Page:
Instead, the IDNR has taken a more collaborative approach. The agency urges towns to create plans for fixing their leaking pipes, but by its own acknowledgment does not levy penalties.

“I don’t know if anybody is going to deliberately say, ‘We like the system the way it is and we’re happy with it,’” said Dan Injerd, director of IDNR’s office of water resources. For some of the towns, he added, “you hear how much is going on and the challenges they face and you ask yourself, ‘Where is water infrastructure on that list of everything that’s happening?’ DNR is not going to be able to fix that.”

Municipal leaders, meanwhile, struggle to find the money and staffing to fix aging, leaky systems.

“It’s a painstaking cost and a painstaking process,” said Hometown Mayor Kevin Casey. “That’s not something I can pass on to residents. We’re a low-to-medium-income town, and I just can’t pass on a $1.4 million project to residents.”

Making matters worse, municipal leaders say, federal and state aid for water infrastructure has plunged in recent decades. For example, the federal contribution to total capital spending on water infrastructure nationwide has fallen from 63 percent in 1977 to 9 percent in 2014, according to the Congressional Budget Office.

The result is that some elected leaders put off much-needed repairs, sometimes diverting water funds to pay for other city services. Other leaders simply punt the problem to future generations.

Whatever the reason, consumers end up paying the bill.

“Some utilities are masking their inefficiencies and are asking their ratepayers to cover it,” said Steve Cavanaugh, outreach chairman for the American Water Works Association’s water loss control committee. The nonprofit is concerned with water management solutions.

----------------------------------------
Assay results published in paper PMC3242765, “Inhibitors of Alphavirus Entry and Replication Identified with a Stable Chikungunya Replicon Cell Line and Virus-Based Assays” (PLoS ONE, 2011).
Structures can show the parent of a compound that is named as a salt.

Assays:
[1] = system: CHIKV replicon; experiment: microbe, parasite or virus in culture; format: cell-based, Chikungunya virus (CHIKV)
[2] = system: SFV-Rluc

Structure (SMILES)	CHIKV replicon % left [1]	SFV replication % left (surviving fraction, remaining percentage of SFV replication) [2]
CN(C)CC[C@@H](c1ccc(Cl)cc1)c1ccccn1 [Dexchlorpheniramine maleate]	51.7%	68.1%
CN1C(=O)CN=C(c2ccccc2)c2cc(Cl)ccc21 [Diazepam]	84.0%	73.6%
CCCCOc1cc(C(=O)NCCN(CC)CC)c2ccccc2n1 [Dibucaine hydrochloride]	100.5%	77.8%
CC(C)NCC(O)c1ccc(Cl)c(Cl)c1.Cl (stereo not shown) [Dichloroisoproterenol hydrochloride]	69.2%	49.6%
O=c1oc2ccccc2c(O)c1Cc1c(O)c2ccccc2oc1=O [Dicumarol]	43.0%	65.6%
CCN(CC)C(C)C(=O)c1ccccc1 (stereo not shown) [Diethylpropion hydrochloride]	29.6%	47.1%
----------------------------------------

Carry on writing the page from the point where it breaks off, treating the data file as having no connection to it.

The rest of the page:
Conserving a prized resource

The squandering of public water comes at a time when Illinois and its Great Lakes neighbors have become fiercely protective of their bountiful source of freshwater.

In December 2008, eight states signed the Great Lakes Compact, an agreement that aims to protect the lakes and restricts the use of their water to people who live within or next to the basin. The compact followed a 2005 agreement that included the lake states and the Canadian provinces of Ontario and Quebec.

But while the region’s leaders have put strict limits on who can access their prized resource, they are not always so disciplined about their own standards.

“There is nothing more hypocritical than to put up a legal water fence around the region and then thumb your nose at water efficiency,” said Peter Annin, author of the book “The Great Lakes Water Wars.”

To encourage conservation, local elected officials have required homes and businesses to become more efficient, mandating the use of low-flow shower heads and appliances that use far less water.

The result has been a significant drop in overall water use by Illinois over the past 20 years — by nearly 30 percent, state officials say. And despite its losses, Illinois still fares better than many other states.

But improvements to unseen pipes and water mains have not materialized. In towns like Maywood, for example, water loss has remained stubbornly high.

To gain a better understanding of the scope of the waste, the state in 2015 began requiring municipalities and utilities that use Lake Michigan water to report how much they take in, and how much is lost, using a more specific and strict standard. The self-reporting system is far from perfect, and some experts caution there can be inconsistencies in the data as individual towns learn to more accurately audit and measure their losses.

Some towns, defying state regulators, fail to meet even this basic reporting requirement. Dixmoor, Robbins, Harvey and Ford Heights are among those that did not report water loss figures to the state in 2016.

The reports that were filed show a range of losses. Some communities are highly efficient with their water: Lynwood, Norridge, Mount Prospect and Winfield all contain their losses to 1 percent or slightly more.